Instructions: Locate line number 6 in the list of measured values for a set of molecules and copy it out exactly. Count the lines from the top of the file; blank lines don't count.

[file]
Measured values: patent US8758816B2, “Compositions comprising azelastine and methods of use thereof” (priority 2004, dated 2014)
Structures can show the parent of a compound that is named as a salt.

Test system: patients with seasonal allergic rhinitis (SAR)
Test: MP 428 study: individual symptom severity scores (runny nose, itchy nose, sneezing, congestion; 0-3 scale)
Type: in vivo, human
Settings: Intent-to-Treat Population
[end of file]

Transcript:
Settings: Intent-to-Treat Population